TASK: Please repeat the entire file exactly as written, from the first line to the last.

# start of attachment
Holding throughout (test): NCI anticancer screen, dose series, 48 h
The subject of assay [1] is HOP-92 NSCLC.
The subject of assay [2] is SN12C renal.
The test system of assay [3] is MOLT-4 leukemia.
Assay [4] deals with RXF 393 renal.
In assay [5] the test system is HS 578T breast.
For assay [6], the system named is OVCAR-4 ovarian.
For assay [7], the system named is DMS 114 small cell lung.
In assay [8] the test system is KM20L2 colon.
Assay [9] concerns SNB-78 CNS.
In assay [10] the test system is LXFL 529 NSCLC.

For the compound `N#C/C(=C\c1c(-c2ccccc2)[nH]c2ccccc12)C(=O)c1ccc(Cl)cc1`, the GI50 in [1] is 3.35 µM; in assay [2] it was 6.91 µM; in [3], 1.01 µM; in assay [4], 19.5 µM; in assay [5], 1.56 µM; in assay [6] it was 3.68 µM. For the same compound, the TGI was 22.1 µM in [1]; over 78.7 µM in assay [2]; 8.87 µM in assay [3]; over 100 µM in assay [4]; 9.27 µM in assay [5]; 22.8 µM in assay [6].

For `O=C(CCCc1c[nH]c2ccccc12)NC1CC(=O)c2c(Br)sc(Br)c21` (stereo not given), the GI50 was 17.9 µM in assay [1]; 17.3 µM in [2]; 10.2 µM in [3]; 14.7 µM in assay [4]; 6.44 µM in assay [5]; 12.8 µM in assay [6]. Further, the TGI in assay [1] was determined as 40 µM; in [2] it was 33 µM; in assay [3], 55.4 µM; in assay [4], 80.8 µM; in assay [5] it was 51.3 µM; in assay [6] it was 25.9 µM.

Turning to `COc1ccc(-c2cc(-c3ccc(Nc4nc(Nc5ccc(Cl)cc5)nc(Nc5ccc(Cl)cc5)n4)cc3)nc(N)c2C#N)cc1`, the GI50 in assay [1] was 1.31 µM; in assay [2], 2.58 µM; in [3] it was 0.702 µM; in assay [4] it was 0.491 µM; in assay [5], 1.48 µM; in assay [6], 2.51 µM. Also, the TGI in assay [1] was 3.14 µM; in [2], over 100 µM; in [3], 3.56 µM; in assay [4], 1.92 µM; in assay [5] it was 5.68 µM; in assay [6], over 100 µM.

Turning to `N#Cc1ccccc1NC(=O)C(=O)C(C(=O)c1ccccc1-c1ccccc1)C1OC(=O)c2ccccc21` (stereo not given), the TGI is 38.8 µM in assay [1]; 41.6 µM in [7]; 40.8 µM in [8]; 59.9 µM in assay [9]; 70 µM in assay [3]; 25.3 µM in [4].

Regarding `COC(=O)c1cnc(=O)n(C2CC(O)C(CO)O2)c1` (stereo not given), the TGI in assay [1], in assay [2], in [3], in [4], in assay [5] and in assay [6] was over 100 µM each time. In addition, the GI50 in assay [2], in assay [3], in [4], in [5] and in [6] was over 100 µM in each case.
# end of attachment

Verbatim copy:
Holding throughout (test): NCI anticancer screen, dose series, 48 h
The subject of assay [1] is HOP-92 NSCLC.
The subject of assay [2] is SN12C renal.
The test system of assay [3] is MOLT-4 leukemia.
Assay [4] deals with RXF 393 renal.
In assay [5] the test system is HS 578T breast.
For assay [6], the system named is OVCAR-4 ovarian.
For assay [7], the system named is DMS 114 small cell lung.
In assay [8] the test system is KM20L2 colon.
Assay [9] concerns SNB-78 CNS.
In assay [10] the test system is LXFL 529 NSCLC.

For the compound `N#C/C(=C\c1c(-c2ccccc2)[nH]c2ccccc12)C(=O)c1ccc(Cl)cc1`, the GI50 in [1] is 3.35 µM; in assay [2] it was 6.91 µM; in [3], 1.01 µM; in assay [4], 19.5 µM; in assay [5], 1.56 µM; in assay [6] it was 3.68 µM. For the same compound, the TGI was 22.1 µM in [1]; over 78.7 µM in assay [2]; 8.87 µM in assay [3]; over 100 µM in assay [4]; 9.27 µM in assay [5]; 22.8 µM in assay [6].

For `O=C(CCCc1c[nH]c2ccccc12)NC1CC(=O)c2c(Br)sc(Br)c21` (stereo not given), the GI50 was 17.9 µM in assay [1]; 17.3 µM in [2]; 10.2 µM in [3]; 14.7 µM in assay [4]; 6.44 µM in assay [5]; 12.8 µM in assay [6]. Further, the TGI in assay [1] was determined as 40 µM; in [2] it was 33 µM; in assay [3], 55.4 µM; in assay [4], 80.8 µM; in assay [5] it was 51.3 µM; in assay [6] it was 25.9 µM.

Turning to `COc1ccc(-c2cc(-c3ccc(Nc4nc(Nc5ccc(Cl)cc5)nc(Nc5ccc(Cl)cc5)n4)cc3)nc(N)c2C#N)cc1`, the GI50 in assay [1] was 1.31 µM; in assay [2], 2.58 µM; in [3] it was 0.702 µM; in assay [4] it was 0.491 µM; in assay [5], 1.48 µM; in assay [6], 2.51 µM. Also, the TGI in assay [1] was 3.14 µM; in [2], over 100 µM; in [3], 3.56 µM; in assay [4], 1.92 µM; in assay [5] it was 5.68 µM; in assay [6], over 100 µM.

Turning to `N#Cc1ccccc1NC(=O)C(=O)C(C(=O)c1ccccc1-c1ccccc1)C1OC(=O)c2ccccc21` (stereo not given), the TGI is 38.8 µM in assay [1]; 41.6 µM in [7]; 40.8 µM in [8]; 59.9 µM in assay [9]; 70 µM in assay [3]; 25.3 µM in [4].

Regarding `COC(=O)c1cnc(=O)n(C2CC(O)C(CO)O2)c1` (stereo not given), the TGI in assay [1], in assay [2], in [3], in [4], in assay [5] and in assay [6] was over 100 µM each time. In addition, the GI50 in assay [2], in assay [3], in [4], in [5] and in [6] was over 100 µM in each case.